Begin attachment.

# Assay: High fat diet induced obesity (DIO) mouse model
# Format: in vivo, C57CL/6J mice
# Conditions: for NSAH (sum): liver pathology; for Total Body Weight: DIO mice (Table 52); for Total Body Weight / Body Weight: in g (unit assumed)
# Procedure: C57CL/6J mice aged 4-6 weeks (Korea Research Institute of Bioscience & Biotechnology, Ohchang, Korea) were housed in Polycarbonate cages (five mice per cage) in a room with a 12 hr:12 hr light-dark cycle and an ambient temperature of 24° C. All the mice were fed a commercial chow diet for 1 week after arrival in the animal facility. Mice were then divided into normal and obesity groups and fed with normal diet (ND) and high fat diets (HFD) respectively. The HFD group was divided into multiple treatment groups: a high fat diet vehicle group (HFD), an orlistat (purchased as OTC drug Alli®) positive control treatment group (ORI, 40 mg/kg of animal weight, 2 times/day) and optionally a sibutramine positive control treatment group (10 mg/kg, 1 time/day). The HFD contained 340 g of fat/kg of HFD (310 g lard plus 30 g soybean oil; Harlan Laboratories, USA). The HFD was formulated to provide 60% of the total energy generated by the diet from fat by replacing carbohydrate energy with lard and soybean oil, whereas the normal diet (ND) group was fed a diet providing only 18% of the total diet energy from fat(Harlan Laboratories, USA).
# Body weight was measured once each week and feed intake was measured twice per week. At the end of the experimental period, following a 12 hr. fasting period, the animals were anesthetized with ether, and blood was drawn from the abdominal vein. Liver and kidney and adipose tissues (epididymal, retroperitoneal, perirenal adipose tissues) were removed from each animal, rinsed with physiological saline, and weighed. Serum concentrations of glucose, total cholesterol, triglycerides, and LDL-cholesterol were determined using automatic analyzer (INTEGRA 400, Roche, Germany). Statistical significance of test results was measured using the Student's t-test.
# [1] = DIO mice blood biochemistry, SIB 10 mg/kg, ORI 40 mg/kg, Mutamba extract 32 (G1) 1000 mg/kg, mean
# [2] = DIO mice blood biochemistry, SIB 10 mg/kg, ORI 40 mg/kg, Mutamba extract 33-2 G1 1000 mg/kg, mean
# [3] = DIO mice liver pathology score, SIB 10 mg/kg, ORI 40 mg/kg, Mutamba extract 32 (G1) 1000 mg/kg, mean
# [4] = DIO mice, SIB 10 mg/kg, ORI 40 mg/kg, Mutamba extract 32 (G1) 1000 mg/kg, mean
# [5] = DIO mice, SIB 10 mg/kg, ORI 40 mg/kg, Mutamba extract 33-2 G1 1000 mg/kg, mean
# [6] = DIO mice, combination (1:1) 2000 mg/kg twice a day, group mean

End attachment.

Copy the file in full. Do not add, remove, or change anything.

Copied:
# Assay: High fat diet induced obesity (DIO) mouse model
# Format: in vivo, C57CL/6J mice
# Conditions: for NSAH (sum): liver pathology; for Total Body Weight: DIO mice (Table 52); for Total Body Weight / Body Weight: in g (unit assumed)
# Procedure: C57CL/6J mice aged 4-6 weeks (Korea Research Institute of Bioscience & Biotechnology, Ohchang, Korea) were housed in Polycarbonate cages (five mice per cage) in a room with a 12 hr:12 hr light-dark cycle and an ambient temperature of 24° C. All the mice were fed a commercial chow diet for 1 week after arrival in the animal facility. Mice were then divided into normal and obesity groups and fed with normal diet (ND) and high fat diets (HFD) respectively. The HFD group was divided into multiple treatment groups: a high fat diet vehicle group (HFD), an orlistat (purchased as OTC drug Alli®) positive control treatment group (ORI, 40 mg/kg of animal weight, 2 times/day) and optionally a sibutramine positive control treatment group (10 mg/kg, 1 time/day). The HFD contained 340 g of fat/kg of HFD (310 g lard plus 30 g soybean oil; Harlan Laboratories, USA). The HFD was formulated to provide 60% of the total energy generated by the diet from fat by replacing carbohydrate energy with lard and soybean oil, whereas the normal diet (ND) group was fed a diet providing only 18% of the total diet energy from fat(Harlan Laboratories, USA).
# Body weight was measured once each week and feed intake was measured twice per week. At the end of the experimental period, following a 12 hr. fasting period, the animals were anesthetized with ether, and blood was drawn from the abdominal vein. Liver and kidney and adipose tissues (epididymal, retroperitoneal, perirenal adipose tissues) were removed from each animal, rinsed with physiological saline, and weighed. Serum concentrations of glucose, total cholesterol, triglycerides, and LDL-cholesterol were determined using automatic analyzer (INTEGRA 400, Roche, Germany). Statistical significance of test results was measured using the Student's t-test.
# [1] = DIO mice blood biochemistry, SIB 10 mg/kg, ORI 40 mg/kg, Mutamba extract 32 (G1) 1000 mg/kg, mean
# [2] = DIO mice blood biochemistry, SIB 10 mg/kg, ORI 40 mg/kg, Mutamba extract 33-2 G1 1000 mg/kg, mean
# [3] = DIO mice liver pathology score, SIB 10 mg/kg, ORI 40 mg/kg, Mutamba extract 32 (G1) 1000 mg/kg, mean
# [4] = DIO mice, SIB 10 mg/kg, ORI 40 mg/kg, Mutamba extract 32 (G1) 1000 mg/kg, mean
# [5] = DIO mice, SIB 10 mg/kg, ORI 40 mg/kg, Mutamba extract 33-2 G1 1000 mg/kg, mean
# [6] = DIO mice, combination (1:1) 2000 mg/kg twice a day, group mean